Electronic Field Guide » Invasive Plant Management

Prepared by Emily Rauschert (Plant Science)
Pictures from Art Gover and Patrick Drohan

Marcellus shale exploration has the potential to create invasive plant problems, and we currently do not know the extent of the problems that will result. Invasive species can create economic problems, such as interfering with forest regeneration, but this does not happen in all cases and can be prevented with careful precautions.
The term “invasive species” refers to species that keep expanding their territory if left unchecked, and crowd out native species. A native species is one whose presence results only from natural processes, rather than human-influenced processes. A nonnative species is present due to human intervention. Not all nonnative species are invasive.
In general, invasive plants are associated with both disturbance and roads, both of which are prevalent with Marcellus shale exploration and development. Disturbance of the soil can kill or weaken native plants, allowing invasives to take over a site. Disturbance of the soil also provides a ripe seed bed for the growth of invasive plants. Road creation and road maintenance can both spread invasive plants by carrying seeds on truck wheels or tracks.
Presurveying for Invasive Species
Before construction begins, a qualified botanist should survey all areas to be disturbed during the growing season (May to September), plus an appropriate buffer area. This presurvey should determine which invasive species are already present and how their spread can be limited or controlled. See the Department of Conservation and Natural Resources (DCNR) list of which plants are considered invasive in Pennsylvania.
A simple way to do this presurvey is to divide the area into a grid of cells, no greater than 150 feet square. In each cell, record the presence and abundance of each species (trace = less than 1% cover, low = 2-5% cover, moderate = 5-25% cover, high = 26-100% cover). Also record the dominant tree, herbaceous, and shrub plants. It is also important during the presurvey to establish who is responsible for managing invasive species.

Prevention of Invasive Plant Germination and Spread
Prevention of problems is the best tactic with invasive species. Certified seed- and weed-free soil, dirt, gravel, and mulch should be used.  Equipment and vehicles must be cleaned regularly to prevent contamination between sites. Pre-existing invasive species infestations should be treated, particularly when they are small.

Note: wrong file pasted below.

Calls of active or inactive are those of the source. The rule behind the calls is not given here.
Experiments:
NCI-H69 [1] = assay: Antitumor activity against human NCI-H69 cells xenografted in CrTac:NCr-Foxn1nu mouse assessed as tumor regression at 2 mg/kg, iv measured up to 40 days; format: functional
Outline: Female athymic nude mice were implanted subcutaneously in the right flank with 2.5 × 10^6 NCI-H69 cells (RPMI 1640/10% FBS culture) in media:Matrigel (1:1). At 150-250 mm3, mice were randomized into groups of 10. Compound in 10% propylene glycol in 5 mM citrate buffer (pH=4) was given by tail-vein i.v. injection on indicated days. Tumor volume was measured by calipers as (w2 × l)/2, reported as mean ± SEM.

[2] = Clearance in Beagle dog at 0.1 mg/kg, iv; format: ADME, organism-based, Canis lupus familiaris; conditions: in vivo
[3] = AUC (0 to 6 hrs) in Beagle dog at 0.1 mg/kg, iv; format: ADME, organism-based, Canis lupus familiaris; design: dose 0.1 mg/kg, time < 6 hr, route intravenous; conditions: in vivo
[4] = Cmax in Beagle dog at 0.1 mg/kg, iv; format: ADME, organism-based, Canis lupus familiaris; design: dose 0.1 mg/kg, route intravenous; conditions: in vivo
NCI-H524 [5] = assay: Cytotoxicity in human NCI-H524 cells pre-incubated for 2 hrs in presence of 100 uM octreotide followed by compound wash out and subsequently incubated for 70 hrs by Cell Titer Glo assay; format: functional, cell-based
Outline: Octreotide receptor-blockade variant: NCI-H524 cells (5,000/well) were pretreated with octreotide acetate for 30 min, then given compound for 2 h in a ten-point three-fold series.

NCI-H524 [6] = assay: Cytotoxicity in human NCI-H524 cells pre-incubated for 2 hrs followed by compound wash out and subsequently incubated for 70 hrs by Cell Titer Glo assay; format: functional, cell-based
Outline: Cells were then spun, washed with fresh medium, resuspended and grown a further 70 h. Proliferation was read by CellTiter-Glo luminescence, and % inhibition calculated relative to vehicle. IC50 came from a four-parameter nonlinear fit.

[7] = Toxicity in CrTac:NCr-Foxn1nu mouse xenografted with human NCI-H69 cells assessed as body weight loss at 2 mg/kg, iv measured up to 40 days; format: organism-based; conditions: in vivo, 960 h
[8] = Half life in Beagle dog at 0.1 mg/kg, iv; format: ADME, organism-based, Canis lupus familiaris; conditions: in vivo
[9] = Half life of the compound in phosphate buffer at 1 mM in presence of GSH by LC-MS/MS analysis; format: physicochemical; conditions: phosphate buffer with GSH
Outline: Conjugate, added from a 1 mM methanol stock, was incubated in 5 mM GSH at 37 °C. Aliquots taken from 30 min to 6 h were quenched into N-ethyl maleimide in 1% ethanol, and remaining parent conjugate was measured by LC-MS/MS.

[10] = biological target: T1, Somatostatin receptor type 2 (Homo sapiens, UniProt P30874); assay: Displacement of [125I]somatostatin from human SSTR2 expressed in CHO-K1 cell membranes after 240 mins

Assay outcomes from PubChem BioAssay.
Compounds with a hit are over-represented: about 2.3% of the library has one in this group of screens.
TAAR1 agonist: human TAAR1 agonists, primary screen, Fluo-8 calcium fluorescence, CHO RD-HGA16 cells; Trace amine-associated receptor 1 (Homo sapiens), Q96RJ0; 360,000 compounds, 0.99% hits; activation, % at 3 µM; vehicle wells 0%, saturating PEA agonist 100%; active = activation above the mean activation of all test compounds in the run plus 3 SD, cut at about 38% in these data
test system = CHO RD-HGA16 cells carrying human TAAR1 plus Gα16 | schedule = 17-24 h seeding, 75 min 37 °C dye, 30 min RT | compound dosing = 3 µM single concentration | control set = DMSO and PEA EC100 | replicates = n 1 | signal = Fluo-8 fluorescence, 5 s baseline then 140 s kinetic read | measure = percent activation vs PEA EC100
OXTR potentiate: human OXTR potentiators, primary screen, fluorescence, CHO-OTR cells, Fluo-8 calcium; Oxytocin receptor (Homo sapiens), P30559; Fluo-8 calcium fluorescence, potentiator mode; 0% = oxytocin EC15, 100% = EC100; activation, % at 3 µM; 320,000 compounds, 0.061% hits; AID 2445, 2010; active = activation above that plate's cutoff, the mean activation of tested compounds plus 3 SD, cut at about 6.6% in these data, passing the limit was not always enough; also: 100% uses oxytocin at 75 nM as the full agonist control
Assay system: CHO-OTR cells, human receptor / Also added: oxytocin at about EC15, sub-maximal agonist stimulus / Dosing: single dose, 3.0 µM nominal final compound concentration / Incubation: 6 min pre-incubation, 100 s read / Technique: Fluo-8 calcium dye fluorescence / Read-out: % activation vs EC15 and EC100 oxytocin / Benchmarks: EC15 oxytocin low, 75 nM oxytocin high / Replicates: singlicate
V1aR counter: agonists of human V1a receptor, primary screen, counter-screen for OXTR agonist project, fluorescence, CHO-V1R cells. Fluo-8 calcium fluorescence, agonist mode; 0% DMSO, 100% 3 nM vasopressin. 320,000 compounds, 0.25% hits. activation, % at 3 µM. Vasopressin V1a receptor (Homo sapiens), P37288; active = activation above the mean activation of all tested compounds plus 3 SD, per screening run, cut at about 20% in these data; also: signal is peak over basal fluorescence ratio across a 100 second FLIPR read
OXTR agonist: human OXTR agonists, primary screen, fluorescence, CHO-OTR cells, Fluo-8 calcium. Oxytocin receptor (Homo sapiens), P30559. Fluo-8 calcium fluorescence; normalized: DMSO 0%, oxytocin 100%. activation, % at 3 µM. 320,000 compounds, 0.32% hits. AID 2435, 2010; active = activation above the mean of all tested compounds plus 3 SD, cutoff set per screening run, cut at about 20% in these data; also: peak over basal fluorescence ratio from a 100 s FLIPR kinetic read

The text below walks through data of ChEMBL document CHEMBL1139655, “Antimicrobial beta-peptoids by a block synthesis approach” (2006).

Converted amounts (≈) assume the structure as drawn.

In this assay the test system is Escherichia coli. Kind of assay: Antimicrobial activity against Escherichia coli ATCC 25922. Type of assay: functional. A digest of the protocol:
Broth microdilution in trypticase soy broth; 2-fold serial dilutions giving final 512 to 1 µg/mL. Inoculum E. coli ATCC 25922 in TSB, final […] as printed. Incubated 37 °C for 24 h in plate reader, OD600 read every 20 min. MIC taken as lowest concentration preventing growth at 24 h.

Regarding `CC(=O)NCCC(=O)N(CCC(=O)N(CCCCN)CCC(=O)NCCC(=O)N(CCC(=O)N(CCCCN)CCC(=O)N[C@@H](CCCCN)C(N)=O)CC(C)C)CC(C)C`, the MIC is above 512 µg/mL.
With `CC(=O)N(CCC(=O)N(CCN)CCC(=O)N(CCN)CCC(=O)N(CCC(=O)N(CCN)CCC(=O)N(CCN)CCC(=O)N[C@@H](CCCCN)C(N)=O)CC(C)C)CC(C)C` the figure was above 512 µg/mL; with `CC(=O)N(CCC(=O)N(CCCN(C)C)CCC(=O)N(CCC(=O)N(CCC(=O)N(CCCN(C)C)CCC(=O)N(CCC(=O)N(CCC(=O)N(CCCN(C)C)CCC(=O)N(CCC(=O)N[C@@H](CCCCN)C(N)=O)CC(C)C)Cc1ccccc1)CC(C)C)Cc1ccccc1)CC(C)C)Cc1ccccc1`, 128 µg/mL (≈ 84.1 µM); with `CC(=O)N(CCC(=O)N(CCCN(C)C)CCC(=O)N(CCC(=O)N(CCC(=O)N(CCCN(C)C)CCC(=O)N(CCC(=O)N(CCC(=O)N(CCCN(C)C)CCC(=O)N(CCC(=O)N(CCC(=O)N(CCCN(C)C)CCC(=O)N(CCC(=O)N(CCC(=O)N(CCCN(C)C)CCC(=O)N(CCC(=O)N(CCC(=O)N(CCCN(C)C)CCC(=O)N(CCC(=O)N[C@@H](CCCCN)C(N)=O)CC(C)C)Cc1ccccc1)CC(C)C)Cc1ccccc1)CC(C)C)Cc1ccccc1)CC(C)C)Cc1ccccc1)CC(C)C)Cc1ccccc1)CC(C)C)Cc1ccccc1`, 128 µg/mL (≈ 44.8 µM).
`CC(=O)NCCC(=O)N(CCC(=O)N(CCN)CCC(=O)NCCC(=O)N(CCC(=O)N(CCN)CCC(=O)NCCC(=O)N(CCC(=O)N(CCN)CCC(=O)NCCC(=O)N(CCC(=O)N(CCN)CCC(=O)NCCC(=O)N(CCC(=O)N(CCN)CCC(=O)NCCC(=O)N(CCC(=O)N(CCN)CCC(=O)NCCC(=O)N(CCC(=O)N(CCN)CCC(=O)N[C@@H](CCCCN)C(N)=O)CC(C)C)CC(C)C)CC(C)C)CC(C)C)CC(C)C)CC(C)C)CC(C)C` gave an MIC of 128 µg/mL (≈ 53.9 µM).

It is especially important to prevent seed production in annual plants, such as Japanese stiltgrass (Microstegium vimineum), and it is important to treat rhizomes or other means of vegetative spread in perennial plants. 

If possible, plan work so that vehicles are not moving from heavily infested sites to uninfested sites. If this is not possible, vehicles need to be thoroughly cleaned between sites.

Control of Invasive Plants
Invasive plants are generally approached through mechanical and/or chemical control. The species present will most directly determine the best method and timing of control. See the DCNR tutorial for specific recommendations for species. The extent of the area affected will determine whether minimally invasive methods, such as hand-pulling, are possible. For large infestations, chemical control may be the most effective. Species-specific treatment is recommended whenever possible to avoid damaging desirable plants.  Landscapes features can also affect the choice of treatment option. For a severe invasion along a waterway, extra care must be taken with herbicides, and for an especially pristine waterway, the operator may wish to avoid use of herbicide altogether.
Postdisturbance Monitoring
Any area that has been disturbed should be carefully revegetated. For more information, see Revegetation in this field guide. The site must also be monitored annually for at least 5 years after construction ends or after the last invasive plant is seen, whichever happens last. Many species have a persistent seed bank, so the potential for invasives to return lasts several years after the last individual was seen. If more plants are found, they should be treated as soon as possible, depending on timing recommendations for that particular species.